From scores to written comments, verbal responses and summaries or the possibility of combing them all in order to generate a comprehensive narrative of a student’s progress - most teachers know what authentic assessment looks like. It is personalised, it is descriptive, and it is encouraging. Most of all, it should make a difference and give direction to the learner. Good teachers know what valuable feedback looks like and they also know that it must be delivered in a timely fashion and tailored in specific ways to make an impact.
The first component for any kind of genuine assessment and feedback is that of getting to know the students and their educational backgrounds, interests and academic goals. However, all of this comes at a cost and that is time. Teacher time is valuable and as we know, class sizes are not getting any smaller. From descriptive feedback, to assessments, to contributions and achievements, there lies the complexity of collation and organisation of all things said. How do you remember everything that you have said to a student, and have you remembered to jot it down to include in the final evaluation?
With AI growing in demand and offering a future of great promise, it comes as no surprise that there are now numerous technologies available in the marketplace to produce real-time, data-driven responses and personalised feedback and assessment for students. Artificial Intelligence platforms, such as Kinteract, provide for customised learning programmes, with the intention to improve and accelerate learning outcomes for students. This can start right from early years to university, creating a digital record for a lifetime of achievement and rewards.
Teachers using AI personalised learning tools, such as Kinteract, can make informed decisions based on their students’ outcomes and can steer the learning pathways for their learners so that they can accelerate at their own pace, some faster than others. As a result, students are offered interventions at just the right time with just the right amount of feedback to improve or accelerate learning. One size does not fit all, and this makes me wonder if we will see younger graduates in the years to come?
Assessment is truly authentic when students can take ownership, engage in and share their personal learning plans. Involving parents with very young children to support their development is a more powerful form of assessment than ever. By providing an immediate and personalised window to their child’s school day, carers can now be equipped with the knowledge they need to maximise on opportunities present and resolve any problems that may go unnoticed. We all know that children are unique and develop in various ways, and by utilising collaborative spaces, such as Kinteract, one can be reassured that no child is left behind.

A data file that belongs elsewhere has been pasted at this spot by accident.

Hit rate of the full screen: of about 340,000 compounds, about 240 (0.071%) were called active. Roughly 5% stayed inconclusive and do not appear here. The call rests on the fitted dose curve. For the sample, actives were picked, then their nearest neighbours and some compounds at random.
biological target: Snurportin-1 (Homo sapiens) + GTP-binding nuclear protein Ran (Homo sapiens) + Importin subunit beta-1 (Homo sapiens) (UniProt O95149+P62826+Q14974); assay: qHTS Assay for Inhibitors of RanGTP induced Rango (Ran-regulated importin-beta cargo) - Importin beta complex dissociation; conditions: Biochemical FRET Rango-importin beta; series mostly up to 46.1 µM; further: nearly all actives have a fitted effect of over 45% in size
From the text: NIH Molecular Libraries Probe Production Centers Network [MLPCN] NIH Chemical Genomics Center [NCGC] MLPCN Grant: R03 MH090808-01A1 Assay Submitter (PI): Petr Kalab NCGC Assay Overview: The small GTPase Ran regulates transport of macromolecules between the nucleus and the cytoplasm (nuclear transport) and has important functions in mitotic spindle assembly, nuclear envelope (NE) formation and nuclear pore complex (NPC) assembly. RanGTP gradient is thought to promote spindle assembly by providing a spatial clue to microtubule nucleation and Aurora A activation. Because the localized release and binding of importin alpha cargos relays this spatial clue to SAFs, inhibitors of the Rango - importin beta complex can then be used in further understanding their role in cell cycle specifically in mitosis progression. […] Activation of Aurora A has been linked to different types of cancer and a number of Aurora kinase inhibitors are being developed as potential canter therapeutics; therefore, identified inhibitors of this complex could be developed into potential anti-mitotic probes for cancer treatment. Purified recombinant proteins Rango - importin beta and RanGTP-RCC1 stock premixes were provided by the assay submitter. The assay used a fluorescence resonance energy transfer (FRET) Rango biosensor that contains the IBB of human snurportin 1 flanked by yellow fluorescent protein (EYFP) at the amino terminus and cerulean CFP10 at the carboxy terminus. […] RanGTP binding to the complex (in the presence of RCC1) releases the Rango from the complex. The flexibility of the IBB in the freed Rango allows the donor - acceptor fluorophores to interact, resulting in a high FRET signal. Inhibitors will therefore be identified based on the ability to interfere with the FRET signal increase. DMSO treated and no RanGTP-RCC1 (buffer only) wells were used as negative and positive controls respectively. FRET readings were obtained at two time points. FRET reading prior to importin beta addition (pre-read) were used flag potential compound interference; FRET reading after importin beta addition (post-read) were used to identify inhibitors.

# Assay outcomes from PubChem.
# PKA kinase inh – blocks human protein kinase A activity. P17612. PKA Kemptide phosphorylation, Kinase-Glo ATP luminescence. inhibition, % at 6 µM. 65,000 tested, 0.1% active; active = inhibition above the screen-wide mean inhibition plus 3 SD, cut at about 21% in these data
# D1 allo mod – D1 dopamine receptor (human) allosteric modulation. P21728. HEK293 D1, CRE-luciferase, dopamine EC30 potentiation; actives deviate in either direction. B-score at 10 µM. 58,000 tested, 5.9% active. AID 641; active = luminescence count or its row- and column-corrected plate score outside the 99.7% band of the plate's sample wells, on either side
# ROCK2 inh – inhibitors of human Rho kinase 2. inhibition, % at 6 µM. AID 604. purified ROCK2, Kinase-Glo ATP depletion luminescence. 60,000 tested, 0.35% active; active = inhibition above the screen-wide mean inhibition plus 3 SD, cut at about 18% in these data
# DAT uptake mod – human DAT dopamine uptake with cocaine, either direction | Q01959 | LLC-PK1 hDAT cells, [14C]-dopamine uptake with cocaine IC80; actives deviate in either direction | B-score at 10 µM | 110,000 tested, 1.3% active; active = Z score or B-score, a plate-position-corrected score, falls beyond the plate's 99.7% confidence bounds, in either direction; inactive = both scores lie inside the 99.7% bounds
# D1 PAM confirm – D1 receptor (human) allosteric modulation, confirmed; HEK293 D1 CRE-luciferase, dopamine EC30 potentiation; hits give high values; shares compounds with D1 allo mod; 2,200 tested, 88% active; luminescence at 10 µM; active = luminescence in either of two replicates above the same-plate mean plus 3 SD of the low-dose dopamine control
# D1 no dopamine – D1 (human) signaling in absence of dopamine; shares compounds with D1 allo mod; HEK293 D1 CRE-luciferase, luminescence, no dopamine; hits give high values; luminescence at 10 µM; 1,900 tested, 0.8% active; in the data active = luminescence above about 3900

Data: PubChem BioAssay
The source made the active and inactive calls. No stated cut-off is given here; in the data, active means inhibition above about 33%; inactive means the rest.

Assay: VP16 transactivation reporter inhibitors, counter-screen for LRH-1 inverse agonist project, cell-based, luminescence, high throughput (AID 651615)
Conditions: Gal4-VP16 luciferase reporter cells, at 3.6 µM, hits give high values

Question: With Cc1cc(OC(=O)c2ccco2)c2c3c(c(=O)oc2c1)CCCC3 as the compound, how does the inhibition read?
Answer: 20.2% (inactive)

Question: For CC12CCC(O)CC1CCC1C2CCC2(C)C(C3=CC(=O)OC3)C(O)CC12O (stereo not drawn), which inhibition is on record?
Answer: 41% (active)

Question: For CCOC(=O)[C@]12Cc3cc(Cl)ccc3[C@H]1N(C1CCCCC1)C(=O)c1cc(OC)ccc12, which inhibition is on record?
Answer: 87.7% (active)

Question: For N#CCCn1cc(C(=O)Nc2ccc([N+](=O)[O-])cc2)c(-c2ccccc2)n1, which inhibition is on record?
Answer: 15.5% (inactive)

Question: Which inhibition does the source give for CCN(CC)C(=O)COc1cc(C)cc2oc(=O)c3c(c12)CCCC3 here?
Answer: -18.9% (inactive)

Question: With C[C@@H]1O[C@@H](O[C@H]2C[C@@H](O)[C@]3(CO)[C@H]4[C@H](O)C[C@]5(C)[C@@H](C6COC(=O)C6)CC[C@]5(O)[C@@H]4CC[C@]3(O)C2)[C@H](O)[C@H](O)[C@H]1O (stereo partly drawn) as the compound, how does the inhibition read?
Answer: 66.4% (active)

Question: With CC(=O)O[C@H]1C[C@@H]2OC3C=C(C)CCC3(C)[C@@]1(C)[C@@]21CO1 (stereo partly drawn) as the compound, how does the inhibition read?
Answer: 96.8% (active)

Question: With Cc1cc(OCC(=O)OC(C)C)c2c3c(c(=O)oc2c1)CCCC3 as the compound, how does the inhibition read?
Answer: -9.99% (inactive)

With AI on the rise, there is no doubt that there is the potential to shape the next generation for more personalised learning and responsive teaching; helping teachers to more effectively meet the diverse needs of many of their students simultaneously. If we can think of authentic assessment more as a process of practice instead of an outcome, then innovative AI applications, like Kinteract, might be the best place to make a start.
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Over 50% of Secondary schools across England and Wales are planning on using SISRA Analytics to support their analysis of KS4 and KS5 exam results data this year. The service has been developed to help ease workload giving staff time to put additional support in place when appropriate. SISRA Analytics provides staff, on results days and throughout the year, with a whole range of user friendly reports at the click of a button including headline figures, trend analysis as well as faculty and qualification-level analysis.
One SEN school in Manchester has streamlined its staff’s working days by moving all incident logging and reporting to an online system. Birches Specialist Support Primary School in Didsbury have teamed up with Adaptsoft, whose IRIS Adapt platform has allowed them to modernise beyond logging incidents in bound books, which had involved a great deal of writing up by one member of staff.
Video production company Mediamerge has released a new range of primary lessons filmed in three very different schools to add to an expanding collection of observation training videos. One of these schools, Irchester Community Primary in Northamptonshire, received recognition from Ofsted as an “example of good practice in science teaching”.
In case it’s slipped you by, Twitter is a social media service that allows messages of 140 characters or less to be sent out into the ‘Twittersphere’ for sharing. Like many social media you can follow people, organisations, brands, events on Twitter to see the tweets that they write and find out information and read content that they want to share. Personally, I use Twitter to interact with other educators and find it an invaluable PD tool. When I am using it as a tool for my department however I use it in a completely different way.
Mention the dreaded ‘D’ word in the staff room and many teachers will suddenly remember, ‘oh yes, there’s a pile of marking I must do… right now!’. It clears the room almost as quickly as the afternoon bell on the last day of summer term.
A slight exaggeration maybe, but data should be embraced as it can enhance the performance of both students and school in simple and positive ways – and there are many...
Attendance data is compulsory; it is collected and recorded twice a day, and for the majority of schools this is done electronically on their MIS. Using standard prepared reports from your MIS you can export attendance percentages which, with just a little help, can be transformed into clear, colourful, easily understood graphs. Generate a Year group, Tutor group or House group and so on.